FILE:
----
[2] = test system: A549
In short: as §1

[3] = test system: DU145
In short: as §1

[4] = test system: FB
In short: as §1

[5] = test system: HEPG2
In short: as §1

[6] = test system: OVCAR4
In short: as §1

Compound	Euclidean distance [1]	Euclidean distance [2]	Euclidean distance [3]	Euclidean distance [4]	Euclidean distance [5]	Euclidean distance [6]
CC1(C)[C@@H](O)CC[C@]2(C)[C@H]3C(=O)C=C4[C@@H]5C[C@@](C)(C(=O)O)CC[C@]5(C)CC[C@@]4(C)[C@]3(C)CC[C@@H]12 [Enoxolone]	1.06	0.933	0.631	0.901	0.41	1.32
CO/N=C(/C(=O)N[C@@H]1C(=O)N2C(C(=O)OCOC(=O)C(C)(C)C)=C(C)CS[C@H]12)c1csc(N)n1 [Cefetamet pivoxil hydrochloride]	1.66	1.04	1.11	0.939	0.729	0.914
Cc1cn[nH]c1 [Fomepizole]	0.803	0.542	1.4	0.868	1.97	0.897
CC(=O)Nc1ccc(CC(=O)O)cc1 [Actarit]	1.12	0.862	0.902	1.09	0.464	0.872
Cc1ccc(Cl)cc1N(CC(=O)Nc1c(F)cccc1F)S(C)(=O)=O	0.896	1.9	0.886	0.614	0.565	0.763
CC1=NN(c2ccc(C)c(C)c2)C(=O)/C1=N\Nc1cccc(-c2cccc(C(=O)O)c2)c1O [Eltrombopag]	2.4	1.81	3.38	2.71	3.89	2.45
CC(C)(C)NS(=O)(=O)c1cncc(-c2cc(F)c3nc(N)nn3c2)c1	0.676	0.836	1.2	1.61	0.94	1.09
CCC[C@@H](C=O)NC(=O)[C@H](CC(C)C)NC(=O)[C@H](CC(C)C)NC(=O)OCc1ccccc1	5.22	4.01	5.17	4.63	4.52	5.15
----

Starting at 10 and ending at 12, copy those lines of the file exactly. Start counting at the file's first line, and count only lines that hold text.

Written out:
In short: as §1

Compound	Euclidean distance [1]	Euclidean distance [2]	Euclidean distance [3]	Euclidean distance [4]	Euclidean distance [5]	Euclidean distance [6]
CC1(C)[C@@H](O)CC[C@]2(C)[C@H]3C(=O)C=C4[C@@H]5C[C@@](C)(C(=O)O)CC[C@]5(C)CC[C@@]4(C)[C@]3(C)CC[C@@H]12 [Enoxolone]	1.06	0.933	0.631	0.901	0.41	1.32